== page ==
Why implement a standard navigation bar across the system?
For most systems, it is imperative that the user can get to many areas of the system in only a few clicks. Implementing this method of system navigation not only solves this problem, but also has some other benefits. It brings clarity to which area of the system the user is in, promotes standard navigation behavior which helps the user experience, and is very easy to manage and update once implemented
What does it look like?
Without using a standard navigation bar, keeping things updated over time can be very time consuming and sloppy to manage.
By using this system, you only need to do a major setup one time. From there, any new layouts or modules will adopt and fit into the existing system without issue. You avoid having to go back to all other layouts and update their individual button bars.
Example: Adding a new module
In this case, I added the “ContactInfo” table and created a Form and List view to display this data. To update the navigation bar, all I needed to do was update one script and my navigation was already completely set up!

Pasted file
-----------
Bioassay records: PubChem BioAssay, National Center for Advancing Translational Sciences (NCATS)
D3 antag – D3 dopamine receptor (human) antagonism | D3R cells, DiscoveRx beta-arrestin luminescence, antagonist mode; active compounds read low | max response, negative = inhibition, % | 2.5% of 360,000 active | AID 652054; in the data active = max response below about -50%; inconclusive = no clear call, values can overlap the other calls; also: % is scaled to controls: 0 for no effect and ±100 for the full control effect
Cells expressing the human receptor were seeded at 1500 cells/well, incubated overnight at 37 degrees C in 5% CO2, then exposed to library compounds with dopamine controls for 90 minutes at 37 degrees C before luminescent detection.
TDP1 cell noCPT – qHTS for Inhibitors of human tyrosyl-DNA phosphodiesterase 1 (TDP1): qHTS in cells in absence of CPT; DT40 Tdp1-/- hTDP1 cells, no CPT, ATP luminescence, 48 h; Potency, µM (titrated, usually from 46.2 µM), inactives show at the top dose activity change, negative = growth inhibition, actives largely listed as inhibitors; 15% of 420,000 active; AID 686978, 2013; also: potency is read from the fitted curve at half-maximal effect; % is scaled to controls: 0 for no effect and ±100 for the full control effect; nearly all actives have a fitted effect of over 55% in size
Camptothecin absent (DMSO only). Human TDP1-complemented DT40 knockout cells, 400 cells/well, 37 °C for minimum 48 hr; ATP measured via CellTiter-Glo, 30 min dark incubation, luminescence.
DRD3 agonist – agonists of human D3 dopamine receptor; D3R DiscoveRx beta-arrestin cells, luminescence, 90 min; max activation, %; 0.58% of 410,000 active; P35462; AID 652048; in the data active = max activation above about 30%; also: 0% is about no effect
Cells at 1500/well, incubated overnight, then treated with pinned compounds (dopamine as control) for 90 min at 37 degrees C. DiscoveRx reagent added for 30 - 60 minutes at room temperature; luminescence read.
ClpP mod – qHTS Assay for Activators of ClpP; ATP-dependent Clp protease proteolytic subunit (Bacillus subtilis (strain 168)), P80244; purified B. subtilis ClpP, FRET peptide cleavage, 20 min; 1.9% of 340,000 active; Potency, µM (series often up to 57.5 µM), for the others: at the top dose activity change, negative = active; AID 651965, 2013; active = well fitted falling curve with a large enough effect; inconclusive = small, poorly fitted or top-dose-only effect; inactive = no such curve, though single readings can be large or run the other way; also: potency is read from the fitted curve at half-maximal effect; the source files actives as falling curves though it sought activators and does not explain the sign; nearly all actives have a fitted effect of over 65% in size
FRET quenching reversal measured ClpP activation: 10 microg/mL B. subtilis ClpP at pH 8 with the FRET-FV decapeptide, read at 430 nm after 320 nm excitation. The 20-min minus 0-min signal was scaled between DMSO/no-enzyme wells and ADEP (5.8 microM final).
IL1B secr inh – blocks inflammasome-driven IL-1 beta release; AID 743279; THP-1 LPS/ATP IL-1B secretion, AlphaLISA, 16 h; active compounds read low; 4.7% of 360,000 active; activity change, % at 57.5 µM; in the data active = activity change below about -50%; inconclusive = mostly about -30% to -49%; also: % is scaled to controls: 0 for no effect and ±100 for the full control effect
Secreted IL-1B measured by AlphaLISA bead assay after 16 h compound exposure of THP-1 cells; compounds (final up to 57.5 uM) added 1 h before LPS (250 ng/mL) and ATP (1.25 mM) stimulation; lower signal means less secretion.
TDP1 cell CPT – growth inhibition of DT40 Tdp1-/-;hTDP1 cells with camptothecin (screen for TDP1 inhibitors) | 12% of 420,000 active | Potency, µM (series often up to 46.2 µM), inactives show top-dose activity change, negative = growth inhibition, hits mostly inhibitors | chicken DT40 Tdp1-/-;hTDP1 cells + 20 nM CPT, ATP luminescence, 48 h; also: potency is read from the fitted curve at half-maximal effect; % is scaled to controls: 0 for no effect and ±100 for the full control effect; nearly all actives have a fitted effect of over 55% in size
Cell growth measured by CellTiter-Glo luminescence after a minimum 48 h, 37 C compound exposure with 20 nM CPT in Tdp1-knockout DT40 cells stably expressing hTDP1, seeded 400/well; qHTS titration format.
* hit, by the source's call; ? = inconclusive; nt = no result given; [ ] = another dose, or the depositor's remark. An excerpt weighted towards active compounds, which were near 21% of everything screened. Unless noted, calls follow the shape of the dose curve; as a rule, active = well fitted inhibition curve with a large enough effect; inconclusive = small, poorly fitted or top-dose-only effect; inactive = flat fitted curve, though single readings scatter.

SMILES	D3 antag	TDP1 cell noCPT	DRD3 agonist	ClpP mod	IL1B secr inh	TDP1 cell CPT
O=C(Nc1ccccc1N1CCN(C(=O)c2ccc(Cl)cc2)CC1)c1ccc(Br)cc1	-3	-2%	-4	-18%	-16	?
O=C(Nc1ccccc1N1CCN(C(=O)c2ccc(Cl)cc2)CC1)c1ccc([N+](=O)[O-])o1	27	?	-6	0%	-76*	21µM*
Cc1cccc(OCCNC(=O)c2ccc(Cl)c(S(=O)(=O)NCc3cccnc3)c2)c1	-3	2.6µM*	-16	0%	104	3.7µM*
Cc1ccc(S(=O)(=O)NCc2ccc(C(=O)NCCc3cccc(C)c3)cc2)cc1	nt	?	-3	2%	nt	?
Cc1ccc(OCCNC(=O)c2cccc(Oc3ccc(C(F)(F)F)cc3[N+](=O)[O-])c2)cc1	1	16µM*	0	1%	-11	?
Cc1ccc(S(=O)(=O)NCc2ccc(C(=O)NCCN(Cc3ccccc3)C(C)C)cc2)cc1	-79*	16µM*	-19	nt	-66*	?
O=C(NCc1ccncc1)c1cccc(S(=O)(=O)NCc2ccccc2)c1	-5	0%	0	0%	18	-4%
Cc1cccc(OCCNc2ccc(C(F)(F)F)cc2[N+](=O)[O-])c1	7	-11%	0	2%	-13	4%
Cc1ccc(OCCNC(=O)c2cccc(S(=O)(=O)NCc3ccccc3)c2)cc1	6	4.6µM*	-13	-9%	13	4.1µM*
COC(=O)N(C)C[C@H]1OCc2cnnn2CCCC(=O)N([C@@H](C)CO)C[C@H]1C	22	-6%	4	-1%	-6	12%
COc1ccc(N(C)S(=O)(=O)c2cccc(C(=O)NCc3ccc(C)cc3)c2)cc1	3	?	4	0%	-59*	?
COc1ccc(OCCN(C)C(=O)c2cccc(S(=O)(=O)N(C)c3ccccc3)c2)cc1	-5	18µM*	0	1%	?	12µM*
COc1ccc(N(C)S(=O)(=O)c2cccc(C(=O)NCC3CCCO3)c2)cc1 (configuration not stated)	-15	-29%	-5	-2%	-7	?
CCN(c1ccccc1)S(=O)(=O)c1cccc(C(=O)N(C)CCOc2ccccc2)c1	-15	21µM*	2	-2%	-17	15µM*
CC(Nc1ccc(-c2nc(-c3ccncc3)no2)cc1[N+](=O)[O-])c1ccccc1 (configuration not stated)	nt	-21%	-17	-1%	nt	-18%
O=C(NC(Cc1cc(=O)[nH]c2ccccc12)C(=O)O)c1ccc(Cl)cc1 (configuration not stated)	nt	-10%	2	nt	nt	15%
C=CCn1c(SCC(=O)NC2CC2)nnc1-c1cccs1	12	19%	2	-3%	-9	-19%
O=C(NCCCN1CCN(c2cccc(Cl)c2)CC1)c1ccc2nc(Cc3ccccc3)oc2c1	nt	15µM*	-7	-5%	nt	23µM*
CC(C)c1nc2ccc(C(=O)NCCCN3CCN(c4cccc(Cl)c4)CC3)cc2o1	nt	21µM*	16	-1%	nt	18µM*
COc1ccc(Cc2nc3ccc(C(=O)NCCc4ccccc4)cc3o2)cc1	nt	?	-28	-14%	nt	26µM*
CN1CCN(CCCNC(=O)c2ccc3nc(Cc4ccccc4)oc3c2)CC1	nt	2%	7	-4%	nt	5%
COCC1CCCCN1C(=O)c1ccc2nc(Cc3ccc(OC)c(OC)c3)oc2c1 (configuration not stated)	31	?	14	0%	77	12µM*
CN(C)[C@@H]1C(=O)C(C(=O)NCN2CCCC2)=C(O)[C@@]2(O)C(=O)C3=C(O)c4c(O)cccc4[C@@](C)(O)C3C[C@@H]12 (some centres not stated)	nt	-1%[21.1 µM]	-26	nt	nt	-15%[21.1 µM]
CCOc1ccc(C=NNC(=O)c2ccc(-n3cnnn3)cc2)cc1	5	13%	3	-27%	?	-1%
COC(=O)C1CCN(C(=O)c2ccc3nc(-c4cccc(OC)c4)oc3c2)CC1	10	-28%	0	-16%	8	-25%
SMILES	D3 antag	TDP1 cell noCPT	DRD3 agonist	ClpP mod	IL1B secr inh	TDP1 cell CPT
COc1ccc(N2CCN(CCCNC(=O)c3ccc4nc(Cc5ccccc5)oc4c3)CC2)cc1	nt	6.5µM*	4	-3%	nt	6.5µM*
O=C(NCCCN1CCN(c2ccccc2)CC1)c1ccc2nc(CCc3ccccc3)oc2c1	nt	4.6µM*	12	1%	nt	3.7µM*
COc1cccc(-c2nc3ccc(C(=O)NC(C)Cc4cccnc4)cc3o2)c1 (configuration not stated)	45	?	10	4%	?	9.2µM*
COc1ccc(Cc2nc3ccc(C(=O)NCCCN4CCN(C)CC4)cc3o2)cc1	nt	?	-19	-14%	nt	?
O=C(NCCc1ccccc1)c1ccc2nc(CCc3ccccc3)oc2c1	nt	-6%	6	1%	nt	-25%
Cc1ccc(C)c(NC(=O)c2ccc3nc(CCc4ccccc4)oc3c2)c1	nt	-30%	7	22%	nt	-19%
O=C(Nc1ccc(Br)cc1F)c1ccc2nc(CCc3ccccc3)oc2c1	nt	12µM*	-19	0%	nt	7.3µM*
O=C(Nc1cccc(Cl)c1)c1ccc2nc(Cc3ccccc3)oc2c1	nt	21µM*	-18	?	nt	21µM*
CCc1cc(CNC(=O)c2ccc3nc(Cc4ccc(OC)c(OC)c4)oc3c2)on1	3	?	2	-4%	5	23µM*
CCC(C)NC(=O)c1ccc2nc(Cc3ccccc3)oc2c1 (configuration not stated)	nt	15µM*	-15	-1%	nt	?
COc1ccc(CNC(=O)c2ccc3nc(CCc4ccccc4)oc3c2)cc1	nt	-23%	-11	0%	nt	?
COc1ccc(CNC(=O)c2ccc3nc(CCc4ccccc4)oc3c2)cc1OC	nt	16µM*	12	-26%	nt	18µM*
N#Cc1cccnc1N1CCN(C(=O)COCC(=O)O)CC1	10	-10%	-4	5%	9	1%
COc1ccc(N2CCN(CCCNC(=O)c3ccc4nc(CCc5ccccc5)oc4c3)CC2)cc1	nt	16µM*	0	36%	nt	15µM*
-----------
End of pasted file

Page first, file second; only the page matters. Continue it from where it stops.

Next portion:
The video below demonstrates this update and also showcases how the nav-bar is automatically updated on all layouts.
There are a few key components to setting up this system navigation.
- Startup script
- Navigation script
- Layout naming convention
- Layout objects
1. Startup Script
2. Navigation Script
3. Layout naming convention
4. Layout objects
Layout in Browse mode
Layout in Layout mode
Naming convention for each individual button. Used in the “Active” calculation
Hide the condition for each individual button.
Setup for each individual button
Setup for Active Calc
In Conclusion: Adding a new module
Utilizing this Navigation Bar can save many hours in the long run, especially if you make frequent updates or additions to your system(s).
If you’re struggling with implementing any of these concepts, or have any questions, please feel free to email email@example.com where we can help you further!